Department of Primary Care and Population Health, University College London, London, UK.
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Objectively measured physical activity, sedentary behaviour and all-cause mortality in older men: does volume of activity matter more than pattern of accumulation?
- Published on Feb 12, 2018
Objectives: To understand how device-measured sedentary behaviour and physical activity are related to all-cause mortality in older men, an age group with high levels of inactivity and sedentary behaviour.
Methods: Prospective population-based cohort study of men recruited from 24 UK General Practices in 1978-1980. In 2010-2012, 3137 surviving men were invited to a follow-up, 1655 (aged 71-92 years) agreed. Nurses measured height and weight, men completed health and demographic questionnaires and wore an ActiGraph GT3x accelerometer. All-cause mortality was collected through National Health Service central registers up to 1 June 2016.
Results: After median 5.0 years’ follow-up, 194 deaths occurred in 1181 men without pre-existing cardiovascular disease. For each additional 30 min in sedentary behaviour, or light physical activity (LIPA), or 10 min in moderate to vigorous physical activity (MVPA), HRs for mortality were 1.17 (95% CI 1.10 to 1.25), 0.83 (95% CI 0.77 to 0.90) and 0.90 (95% CI 0.84 to 0.96), respectively. Adjustments for confounders did not meaningfully change estimates. Only LIPA remained significant on mutual adjustment for all intensities. The HR for accumulating 150 min MVPA/week in sporadic minutes (achieved by 66% of men) was 0.59 (95% CI 0.43 to 0.81) and 0.58 (95% CI 0.33 to 1.00) for accumulating 150 min MVPA/week in bouts lasting ≥10 min (achieved by 16% of men). Sedentary breaks were not associated with mortality.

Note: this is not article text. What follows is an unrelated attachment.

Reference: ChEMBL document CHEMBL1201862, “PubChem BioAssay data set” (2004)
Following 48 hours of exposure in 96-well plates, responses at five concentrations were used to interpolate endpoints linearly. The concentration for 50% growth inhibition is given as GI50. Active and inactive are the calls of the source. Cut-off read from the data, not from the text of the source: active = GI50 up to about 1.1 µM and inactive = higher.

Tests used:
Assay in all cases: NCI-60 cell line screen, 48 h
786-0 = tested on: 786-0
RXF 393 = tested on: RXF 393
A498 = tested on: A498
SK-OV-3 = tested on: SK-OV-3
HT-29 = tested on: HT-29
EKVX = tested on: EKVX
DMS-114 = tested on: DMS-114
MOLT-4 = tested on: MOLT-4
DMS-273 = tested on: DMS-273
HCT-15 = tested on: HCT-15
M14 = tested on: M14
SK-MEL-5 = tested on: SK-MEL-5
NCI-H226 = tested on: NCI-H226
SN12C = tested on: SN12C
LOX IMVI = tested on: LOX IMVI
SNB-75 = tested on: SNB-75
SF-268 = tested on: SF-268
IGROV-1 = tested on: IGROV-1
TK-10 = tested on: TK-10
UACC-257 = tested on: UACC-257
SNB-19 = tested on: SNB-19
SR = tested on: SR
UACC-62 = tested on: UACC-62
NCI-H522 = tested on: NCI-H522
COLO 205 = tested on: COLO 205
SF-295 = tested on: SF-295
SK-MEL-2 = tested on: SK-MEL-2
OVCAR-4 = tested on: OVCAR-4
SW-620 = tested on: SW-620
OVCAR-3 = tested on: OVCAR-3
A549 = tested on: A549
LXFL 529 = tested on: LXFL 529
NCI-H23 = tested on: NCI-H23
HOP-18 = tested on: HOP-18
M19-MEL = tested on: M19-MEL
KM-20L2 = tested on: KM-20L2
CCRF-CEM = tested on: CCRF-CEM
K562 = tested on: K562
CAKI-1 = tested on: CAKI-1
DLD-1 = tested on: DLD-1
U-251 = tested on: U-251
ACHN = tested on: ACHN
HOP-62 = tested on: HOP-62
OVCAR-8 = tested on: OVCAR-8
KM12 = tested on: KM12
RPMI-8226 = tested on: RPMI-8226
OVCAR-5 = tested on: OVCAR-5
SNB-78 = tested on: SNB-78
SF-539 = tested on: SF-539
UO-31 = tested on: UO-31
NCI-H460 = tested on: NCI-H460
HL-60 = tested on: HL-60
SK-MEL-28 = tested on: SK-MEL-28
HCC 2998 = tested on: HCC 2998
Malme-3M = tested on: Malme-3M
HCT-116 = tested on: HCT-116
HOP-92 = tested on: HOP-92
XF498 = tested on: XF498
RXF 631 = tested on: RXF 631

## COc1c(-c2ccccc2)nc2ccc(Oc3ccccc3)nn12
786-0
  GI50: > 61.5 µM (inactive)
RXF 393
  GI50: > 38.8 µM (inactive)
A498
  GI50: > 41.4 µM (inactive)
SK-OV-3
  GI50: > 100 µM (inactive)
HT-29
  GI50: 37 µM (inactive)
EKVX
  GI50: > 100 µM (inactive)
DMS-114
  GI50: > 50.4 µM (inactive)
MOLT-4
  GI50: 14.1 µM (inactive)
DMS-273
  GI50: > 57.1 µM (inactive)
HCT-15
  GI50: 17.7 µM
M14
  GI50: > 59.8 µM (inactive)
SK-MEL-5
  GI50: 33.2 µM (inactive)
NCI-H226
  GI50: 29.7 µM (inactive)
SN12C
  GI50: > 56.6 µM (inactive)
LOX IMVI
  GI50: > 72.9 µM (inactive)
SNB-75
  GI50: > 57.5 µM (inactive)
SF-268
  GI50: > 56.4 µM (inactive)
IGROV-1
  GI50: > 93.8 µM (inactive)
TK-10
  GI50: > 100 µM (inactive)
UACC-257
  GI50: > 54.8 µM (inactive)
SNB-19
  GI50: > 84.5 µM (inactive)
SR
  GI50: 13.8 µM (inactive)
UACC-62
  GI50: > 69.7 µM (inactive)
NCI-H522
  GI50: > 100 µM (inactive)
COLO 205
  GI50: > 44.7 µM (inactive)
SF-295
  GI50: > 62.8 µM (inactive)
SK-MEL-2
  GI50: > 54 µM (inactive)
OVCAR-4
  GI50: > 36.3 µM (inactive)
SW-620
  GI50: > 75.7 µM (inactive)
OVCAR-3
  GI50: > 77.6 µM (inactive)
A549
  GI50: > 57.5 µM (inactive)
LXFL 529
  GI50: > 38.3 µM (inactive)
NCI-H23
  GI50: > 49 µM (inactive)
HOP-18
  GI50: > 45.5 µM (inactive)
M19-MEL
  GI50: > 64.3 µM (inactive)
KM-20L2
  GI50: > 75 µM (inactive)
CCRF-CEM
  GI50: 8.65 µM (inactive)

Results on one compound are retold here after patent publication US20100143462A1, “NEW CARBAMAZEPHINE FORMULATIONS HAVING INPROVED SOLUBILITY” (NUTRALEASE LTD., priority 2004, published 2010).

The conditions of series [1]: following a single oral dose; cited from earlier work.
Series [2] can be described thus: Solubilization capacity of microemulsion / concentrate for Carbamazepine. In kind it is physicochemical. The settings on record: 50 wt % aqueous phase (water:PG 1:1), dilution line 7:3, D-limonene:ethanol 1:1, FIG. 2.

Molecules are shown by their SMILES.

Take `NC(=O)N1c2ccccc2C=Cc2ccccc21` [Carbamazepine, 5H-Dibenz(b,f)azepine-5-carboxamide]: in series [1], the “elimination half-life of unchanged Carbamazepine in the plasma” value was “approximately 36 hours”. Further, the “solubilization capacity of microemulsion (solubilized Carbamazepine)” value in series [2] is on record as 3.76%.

Conclusions: In older men, all activities (of light intensity upwards) were beneficial and accumulation of activity in bouts ≥10 min did not appear important beyond total volume of activity. Findings can inform physical activity guidelines for older adults.
- Jefferis BJ 1
- Parsons TJ 1
- Sartini C 1
- Ash S 1
- Lennon LT 1
- Papacosta O 1
- Morris RW 2
- Wannamethee SG 1
- Lee IM 3
- Whincup PH 4
Population Health Sciences, Bristol Medical School, University of Bristol, Bristol, UK.
Harvard Medical School, Brigham and Women's Hospital, Boston, Massachusetts, USA.
Population Health Research Institute, St George's University of London, London, UK.
Br J Sports Med